Biography: Frida Kahlo’s Affairs and Pains Through Her Art
Frida Kahlo, known for her extramarital affairs with women and men, had technically become one of central scandals of her life yet the undisputed pride if her arts. Seemingly, her arts had been influenced by the intense description of her sexuality and her biography as a bisexual artist. The connections between her arts and her affairs may be significant in understanding the details of her biography.
Frida Kahlo is one stunning illustration of a strong willed woman that even after her cruel situation she was able to transfer all her attention and skills to a full time career in painting. Surrealism had become the movement ideology reflected in most of her paintings, and such reflections were usually channeled in her various portrayals of her painful life stories from her marriage, painful operations due to the accident, and portrayals of self with notable sexual symbolisms.
Being a self-taught painter, Kahlo obtained her inspiration mainly from her life experiences and the realities of her own self. A decade after Kahlo’s death, the artistic movement, Neomexicanismo, had acknowledged the magnificence of her works, which dramatically contributed to the creative values of contemporary Mexico as well as the art of self-portrayal.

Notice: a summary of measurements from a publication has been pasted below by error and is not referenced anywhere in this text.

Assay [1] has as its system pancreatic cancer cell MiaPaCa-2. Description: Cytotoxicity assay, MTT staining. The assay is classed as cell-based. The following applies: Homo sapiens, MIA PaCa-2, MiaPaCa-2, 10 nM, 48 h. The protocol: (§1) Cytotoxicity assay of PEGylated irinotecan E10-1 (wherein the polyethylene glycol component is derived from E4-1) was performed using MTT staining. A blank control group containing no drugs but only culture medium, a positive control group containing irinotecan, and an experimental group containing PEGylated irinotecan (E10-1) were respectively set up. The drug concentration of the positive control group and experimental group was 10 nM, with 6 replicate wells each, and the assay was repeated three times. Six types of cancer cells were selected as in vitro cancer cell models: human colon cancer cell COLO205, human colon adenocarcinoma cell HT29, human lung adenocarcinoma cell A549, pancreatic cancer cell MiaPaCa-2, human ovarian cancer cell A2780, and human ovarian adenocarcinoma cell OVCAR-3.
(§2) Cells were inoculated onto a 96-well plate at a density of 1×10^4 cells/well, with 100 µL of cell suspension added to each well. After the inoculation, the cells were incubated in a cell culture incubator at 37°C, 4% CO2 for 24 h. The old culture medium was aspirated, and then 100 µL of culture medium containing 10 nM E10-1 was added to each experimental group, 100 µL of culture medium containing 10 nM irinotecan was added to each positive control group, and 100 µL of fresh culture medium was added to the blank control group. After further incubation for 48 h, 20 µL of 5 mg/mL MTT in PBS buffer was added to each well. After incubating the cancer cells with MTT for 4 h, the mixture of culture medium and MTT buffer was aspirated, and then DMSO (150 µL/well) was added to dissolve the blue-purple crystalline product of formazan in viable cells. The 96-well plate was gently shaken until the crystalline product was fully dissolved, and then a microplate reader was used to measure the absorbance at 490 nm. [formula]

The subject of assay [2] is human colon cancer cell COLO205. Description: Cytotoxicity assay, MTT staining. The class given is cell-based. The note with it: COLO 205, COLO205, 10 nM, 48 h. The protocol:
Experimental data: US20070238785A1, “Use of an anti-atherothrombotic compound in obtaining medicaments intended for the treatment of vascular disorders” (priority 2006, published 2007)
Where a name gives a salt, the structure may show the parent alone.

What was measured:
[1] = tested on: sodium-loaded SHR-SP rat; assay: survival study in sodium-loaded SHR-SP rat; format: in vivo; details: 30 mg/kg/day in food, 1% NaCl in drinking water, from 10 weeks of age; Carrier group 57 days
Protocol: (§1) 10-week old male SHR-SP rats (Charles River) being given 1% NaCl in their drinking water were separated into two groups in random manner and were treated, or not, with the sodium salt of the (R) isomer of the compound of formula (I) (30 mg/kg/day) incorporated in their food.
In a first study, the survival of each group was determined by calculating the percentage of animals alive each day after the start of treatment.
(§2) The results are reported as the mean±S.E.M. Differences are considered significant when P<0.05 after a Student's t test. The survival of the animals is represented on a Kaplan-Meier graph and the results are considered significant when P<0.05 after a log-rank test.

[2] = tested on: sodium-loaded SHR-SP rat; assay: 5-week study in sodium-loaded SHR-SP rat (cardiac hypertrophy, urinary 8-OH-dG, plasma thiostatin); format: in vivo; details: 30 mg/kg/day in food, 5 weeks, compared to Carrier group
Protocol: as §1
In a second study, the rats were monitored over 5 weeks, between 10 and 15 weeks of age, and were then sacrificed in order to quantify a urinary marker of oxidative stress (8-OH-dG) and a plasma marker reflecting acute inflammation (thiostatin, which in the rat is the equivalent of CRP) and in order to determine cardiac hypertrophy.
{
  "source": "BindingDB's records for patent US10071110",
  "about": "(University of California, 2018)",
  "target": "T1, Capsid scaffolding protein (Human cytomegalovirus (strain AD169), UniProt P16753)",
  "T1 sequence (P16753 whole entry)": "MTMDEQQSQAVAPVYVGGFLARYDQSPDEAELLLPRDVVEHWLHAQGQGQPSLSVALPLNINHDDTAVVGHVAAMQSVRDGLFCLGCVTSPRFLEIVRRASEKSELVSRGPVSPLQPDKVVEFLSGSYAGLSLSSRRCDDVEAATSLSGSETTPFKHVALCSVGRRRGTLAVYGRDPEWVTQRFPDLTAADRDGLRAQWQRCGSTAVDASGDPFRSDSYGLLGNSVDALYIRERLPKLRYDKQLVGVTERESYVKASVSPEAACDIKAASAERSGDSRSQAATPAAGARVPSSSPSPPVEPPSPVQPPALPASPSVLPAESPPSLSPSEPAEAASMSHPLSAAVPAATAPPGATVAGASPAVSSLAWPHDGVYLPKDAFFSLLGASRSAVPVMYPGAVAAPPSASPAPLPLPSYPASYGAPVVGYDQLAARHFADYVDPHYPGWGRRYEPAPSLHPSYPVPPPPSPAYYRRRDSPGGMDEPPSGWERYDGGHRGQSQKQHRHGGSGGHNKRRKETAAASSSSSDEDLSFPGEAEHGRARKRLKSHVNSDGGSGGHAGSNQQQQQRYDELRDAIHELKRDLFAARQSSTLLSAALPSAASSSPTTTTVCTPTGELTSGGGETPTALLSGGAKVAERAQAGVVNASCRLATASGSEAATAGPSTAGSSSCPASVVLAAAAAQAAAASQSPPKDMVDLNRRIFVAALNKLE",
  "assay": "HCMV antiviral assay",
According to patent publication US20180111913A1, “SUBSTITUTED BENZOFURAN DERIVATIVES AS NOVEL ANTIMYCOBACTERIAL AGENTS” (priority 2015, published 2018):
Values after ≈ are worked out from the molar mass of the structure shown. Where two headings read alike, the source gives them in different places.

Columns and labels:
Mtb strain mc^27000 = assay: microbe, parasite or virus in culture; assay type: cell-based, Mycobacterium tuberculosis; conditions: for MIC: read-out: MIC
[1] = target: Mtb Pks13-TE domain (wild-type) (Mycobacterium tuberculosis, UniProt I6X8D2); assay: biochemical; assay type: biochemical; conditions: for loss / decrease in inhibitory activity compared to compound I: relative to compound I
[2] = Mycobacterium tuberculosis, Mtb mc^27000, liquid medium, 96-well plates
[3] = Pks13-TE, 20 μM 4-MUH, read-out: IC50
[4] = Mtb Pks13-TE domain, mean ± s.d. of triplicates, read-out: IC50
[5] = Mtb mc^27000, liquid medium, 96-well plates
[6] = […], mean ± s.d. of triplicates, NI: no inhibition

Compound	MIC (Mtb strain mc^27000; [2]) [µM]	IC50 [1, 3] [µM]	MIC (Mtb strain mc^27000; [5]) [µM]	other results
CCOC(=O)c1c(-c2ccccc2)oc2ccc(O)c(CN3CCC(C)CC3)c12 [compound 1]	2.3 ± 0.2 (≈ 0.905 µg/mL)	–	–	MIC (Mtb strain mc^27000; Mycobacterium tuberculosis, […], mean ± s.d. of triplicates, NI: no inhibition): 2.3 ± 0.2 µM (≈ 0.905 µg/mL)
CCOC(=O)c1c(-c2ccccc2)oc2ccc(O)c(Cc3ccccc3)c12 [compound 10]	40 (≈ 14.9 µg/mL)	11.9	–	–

A. Background of F. Kahlo
Born in July 6, 1907, Kahlo was a natural born, Coyoacan painter from Mexico, who gravely influenced the movement of surrealism, symbolism and realism channeled through her self-portraits of pain and sexual symbolisms. Throughout her teenage to young adulthood, she was most of the time surrounded by females yet her thoughts and interests were more masculine and quite radical. In fact, she greatly admired and frequently associated herself with the 1910 Mexican Revolution wherein the fierce battle was against their Hungarian lineage.
Kahlo’s masculine inclinations grew intensively as she contacted various illnesses starting at the age of six when she was first diagnosed with polio which caused her legs to become unequally thinner. Followed by this medical incident was her diagnosis of spina bifida, which gravely affected her locomotion and posture. In order to counter these limitations, she enrolled herself in various sports such as boxing, women’s basketball, and others.
Unfortunately, the fateful day of September 17, 1925 had changed her views of life as well when she had an accident that resulted to several damages to her ribs, spinal column, pelvis, legs and even her foot. This event had changed her dramatically putting her remaining days in relapses of pain and hospitalizations.